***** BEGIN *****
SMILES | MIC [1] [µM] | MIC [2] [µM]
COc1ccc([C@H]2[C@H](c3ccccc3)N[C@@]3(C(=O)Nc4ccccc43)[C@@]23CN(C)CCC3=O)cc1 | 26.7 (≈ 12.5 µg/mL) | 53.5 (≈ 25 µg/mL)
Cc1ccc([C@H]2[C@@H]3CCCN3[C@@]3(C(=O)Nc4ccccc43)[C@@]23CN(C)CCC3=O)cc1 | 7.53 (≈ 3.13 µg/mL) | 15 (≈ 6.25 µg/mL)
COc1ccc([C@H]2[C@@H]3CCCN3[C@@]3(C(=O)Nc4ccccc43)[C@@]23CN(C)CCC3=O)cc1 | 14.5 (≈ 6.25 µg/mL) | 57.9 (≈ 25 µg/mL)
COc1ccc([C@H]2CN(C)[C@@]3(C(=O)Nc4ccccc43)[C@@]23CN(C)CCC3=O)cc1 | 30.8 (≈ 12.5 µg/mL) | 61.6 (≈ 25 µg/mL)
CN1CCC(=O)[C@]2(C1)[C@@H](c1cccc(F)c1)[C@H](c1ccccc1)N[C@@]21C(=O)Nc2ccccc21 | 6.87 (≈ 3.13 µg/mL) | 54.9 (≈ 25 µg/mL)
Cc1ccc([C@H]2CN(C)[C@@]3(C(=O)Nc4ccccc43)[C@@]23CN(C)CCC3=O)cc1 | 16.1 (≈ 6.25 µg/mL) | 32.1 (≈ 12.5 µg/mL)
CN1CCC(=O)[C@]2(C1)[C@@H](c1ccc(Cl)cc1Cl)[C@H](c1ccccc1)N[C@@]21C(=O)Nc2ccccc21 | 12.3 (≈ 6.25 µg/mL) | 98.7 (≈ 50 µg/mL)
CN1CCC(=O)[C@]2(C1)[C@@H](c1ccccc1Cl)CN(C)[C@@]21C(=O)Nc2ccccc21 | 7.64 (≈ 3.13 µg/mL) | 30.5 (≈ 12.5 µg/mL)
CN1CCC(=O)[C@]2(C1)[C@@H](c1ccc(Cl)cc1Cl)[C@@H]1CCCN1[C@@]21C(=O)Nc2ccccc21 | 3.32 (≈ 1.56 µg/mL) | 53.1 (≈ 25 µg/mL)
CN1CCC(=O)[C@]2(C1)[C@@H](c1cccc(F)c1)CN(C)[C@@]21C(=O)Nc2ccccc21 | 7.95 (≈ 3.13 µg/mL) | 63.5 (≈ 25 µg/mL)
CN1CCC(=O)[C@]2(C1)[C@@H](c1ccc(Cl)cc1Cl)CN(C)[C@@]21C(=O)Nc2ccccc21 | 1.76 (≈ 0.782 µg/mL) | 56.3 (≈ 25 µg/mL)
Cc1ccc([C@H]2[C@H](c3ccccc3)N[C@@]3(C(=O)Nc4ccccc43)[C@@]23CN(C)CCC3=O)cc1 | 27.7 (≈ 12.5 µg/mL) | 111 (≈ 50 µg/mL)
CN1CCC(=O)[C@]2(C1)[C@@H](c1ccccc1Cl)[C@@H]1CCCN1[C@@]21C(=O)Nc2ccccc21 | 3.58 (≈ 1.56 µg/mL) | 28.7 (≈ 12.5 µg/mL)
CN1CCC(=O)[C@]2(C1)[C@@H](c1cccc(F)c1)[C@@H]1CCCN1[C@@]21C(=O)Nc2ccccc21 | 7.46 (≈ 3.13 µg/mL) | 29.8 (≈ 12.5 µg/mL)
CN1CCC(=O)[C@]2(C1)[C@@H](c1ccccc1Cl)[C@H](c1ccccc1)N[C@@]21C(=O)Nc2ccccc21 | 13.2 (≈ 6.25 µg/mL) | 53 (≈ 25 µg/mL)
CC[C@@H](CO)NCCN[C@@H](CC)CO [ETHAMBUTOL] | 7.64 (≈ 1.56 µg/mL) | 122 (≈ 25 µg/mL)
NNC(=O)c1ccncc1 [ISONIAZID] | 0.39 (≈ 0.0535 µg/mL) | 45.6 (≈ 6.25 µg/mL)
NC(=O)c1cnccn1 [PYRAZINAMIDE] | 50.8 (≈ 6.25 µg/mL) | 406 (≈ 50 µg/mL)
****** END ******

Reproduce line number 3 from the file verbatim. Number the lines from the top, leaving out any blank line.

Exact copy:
Cc1ccc([C@H]2[C@@H]3CCCN3[C@@]3(C(=O)Nc4ccccc43)[C@@]23CN(C)CCC3=O)cc1 | 7.53 (≈ 3.13 µg/mL) | 15 (≈ 6.25 µg/mL)